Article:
Wearing My Heart On My Sleeve
This morning a nice friend I’m just getting to know was discussing her mother. It seems her mother was a tennis instructor for many years. She’s now retired and neither teaches tennis nor even plays any longer.
However, she still wears her tennis outfits. Not once in a while – but extremely often. Like all the time often. She wears her little tennis skirts and sneakers to the grocery store and the library.
It’s who she is.
And I love that.
I love that we can send messages about who we are on the inside by what we wear and look like on the outside.
Some people do that with designer labels. I confess, I love the Coach bag my husband gave me for my birthday a few years ago.
Some people do that with slogan t-shirts. (and once in a while, I am even one of those people)
Some people do that with ethnic clothing that represents their heritage or religion. Like kilts or saris or hijabs.
Some people do that with the uniforms of their professions or hobbies – like nurses or cable tv repairmen – or tennis players.
Some people do that by wearing a costume once in while to break out of their own stereotype and make a freer statement. I think the fact that my all-time favorite Halloween costume is Dorothy from The Wizard Of Oz says a whole lot about me.
Some people do that with crazy hairstyles or eccentric makeup – to signal that they are not about to conform.
Some people – currently a lot of people – do that with tattoos.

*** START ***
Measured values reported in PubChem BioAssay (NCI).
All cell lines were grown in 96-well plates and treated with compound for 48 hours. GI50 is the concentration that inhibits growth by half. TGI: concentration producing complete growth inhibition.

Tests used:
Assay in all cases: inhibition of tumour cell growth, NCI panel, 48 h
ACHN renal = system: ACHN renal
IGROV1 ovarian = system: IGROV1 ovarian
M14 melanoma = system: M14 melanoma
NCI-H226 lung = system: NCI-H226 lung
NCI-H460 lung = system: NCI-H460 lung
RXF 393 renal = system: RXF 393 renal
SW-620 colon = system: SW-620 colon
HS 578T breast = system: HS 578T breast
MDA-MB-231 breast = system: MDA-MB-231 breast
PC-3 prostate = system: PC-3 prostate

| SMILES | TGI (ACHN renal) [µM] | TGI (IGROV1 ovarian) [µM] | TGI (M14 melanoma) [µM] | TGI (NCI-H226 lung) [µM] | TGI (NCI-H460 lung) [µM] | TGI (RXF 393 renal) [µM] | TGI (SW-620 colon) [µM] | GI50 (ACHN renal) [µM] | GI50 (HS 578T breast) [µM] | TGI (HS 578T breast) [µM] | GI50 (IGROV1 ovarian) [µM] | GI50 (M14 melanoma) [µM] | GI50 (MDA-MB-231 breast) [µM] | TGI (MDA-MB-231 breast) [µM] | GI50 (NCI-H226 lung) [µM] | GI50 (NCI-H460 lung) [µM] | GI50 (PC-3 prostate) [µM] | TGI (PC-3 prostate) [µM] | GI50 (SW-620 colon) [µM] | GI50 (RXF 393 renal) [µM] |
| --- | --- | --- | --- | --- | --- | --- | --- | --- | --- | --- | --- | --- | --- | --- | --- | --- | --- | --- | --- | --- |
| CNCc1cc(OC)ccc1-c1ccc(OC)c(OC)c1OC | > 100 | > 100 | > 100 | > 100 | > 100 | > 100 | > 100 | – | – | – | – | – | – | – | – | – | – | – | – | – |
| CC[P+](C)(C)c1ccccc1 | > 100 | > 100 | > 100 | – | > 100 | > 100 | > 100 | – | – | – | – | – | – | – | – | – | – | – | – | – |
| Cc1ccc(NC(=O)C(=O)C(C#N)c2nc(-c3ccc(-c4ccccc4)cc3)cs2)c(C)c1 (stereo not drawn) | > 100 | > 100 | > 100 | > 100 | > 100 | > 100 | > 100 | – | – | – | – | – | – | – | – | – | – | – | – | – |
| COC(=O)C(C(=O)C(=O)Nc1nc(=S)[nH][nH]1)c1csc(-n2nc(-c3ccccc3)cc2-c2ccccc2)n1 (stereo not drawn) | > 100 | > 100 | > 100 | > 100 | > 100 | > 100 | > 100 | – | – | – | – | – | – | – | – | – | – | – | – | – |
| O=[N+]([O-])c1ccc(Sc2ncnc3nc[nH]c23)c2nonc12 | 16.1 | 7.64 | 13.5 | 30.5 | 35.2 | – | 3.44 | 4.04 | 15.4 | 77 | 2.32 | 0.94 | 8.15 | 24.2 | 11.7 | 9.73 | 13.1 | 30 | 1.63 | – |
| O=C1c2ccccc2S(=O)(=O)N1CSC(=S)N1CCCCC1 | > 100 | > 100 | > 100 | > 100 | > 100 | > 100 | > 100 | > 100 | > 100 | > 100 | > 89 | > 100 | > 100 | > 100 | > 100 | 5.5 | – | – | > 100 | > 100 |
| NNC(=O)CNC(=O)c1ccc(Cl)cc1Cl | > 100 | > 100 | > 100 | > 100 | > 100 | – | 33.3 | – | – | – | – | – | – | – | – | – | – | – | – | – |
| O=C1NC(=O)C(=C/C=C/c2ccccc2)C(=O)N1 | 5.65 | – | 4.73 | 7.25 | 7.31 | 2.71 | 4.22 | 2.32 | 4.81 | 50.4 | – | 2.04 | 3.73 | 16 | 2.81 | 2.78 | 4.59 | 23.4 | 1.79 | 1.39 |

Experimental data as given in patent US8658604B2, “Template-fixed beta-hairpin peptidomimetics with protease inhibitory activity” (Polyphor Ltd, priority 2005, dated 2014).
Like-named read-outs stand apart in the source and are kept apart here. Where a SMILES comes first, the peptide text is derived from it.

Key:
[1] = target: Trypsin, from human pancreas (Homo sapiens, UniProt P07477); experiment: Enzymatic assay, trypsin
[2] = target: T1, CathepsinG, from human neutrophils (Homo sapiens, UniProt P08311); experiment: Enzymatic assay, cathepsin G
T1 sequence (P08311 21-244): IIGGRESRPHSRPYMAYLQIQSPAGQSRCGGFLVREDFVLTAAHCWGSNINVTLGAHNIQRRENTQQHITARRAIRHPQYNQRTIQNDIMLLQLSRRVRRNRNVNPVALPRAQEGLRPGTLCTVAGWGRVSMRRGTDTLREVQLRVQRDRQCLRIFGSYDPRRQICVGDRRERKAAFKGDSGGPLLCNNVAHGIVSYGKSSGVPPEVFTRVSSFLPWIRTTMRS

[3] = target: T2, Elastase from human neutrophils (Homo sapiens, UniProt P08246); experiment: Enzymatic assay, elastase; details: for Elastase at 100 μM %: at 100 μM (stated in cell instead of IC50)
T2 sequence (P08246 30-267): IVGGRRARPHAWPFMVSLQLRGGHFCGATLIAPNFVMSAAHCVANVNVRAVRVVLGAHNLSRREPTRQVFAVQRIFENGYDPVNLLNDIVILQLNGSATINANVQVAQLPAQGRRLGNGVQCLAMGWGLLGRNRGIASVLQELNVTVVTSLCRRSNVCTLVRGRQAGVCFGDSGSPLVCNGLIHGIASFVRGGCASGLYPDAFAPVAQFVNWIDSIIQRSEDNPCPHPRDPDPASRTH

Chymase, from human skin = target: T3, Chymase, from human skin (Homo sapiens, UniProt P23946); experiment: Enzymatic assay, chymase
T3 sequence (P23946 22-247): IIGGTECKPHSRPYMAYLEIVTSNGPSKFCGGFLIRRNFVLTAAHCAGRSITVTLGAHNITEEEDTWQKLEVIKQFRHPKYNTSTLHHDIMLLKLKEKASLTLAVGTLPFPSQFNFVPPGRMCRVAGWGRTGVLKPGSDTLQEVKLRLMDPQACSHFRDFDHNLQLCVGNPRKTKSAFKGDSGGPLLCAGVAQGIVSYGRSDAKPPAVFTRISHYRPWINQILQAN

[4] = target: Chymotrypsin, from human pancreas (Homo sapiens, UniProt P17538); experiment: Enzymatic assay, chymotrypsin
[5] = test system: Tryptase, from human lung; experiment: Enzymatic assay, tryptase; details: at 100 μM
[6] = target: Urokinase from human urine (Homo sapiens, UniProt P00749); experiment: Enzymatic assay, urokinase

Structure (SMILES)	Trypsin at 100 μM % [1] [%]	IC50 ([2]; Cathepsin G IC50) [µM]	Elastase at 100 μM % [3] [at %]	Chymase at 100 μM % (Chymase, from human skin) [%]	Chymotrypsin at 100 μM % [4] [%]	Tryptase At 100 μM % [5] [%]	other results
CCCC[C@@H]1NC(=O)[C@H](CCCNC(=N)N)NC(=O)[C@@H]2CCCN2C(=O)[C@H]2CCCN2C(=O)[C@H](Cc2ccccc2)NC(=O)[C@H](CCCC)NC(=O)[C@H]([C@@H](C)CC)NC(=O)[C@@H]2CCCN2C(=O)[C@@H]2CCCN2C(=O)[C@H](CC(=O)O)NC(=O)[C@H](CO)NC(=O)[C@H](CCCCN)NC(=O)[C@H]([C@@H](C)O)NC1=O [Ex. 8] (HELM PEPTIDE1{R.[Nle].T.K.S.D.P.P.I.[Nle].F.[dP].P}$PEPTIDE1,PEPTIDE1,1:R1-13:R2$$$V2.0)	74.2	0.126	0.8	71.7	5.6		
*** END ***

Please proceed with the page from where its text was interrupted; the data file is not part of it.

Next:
I personally don’t like tattoos. (although I am not condemning those who do.)
But I’ll admit that I’m impressed by those peoples’ commitment and by their complete confidence that their identities will never change. To use permanent ink to make a permanent statement about who you are takes a level of faith that I do not have.
I believe what I believe with my whole heart.
But what if my heart should change?
I was born a brunette. I used to wear frilly anklets with sandals. In 1962, I wanted to be a cheerleader. In 1968, I wanted to be a nurse. In 1974, I wanted to be a writer. In 1981, I got an MBA. In 1997, I was a Vice President of Finance. In 2001, I became a writer.
I want to show the world what I am – but I want flexibility to change what I am if I want to. My Statement is fluid.
Right now I am telling the world about myself:
I love a nice rosy blush, because it presents my rosy outlook.
I love soft clothes. Even when I wear black or grey, I like a fabric that is soft. That feels warm to the touch. That gives comfort. Soft clothes represents my accessibility.
I love to wear my leopard print raincoat, because it is practical and funky at the same time – and so am I.
I love my blond hair – I want to tell the world that 66 is not old.
I love good jewelry. I am the real thing. I am valuable.
But I could change.
I could want grey hair (which would be pretty easy for me right now) and present the image of a kindly grandmother – which would also be nice. Or I could decide I wanted to show the world that I am earthy and practical, and swap my designer purse for a burlap bag – (a cool one, though.)
I think most people would benefit by keeping an open mind about their own mind.
Suppose someone gave you a GREAT hat. But months later you realized that the person who gave you the hat was not so GREAT.
Why, you could just take it off.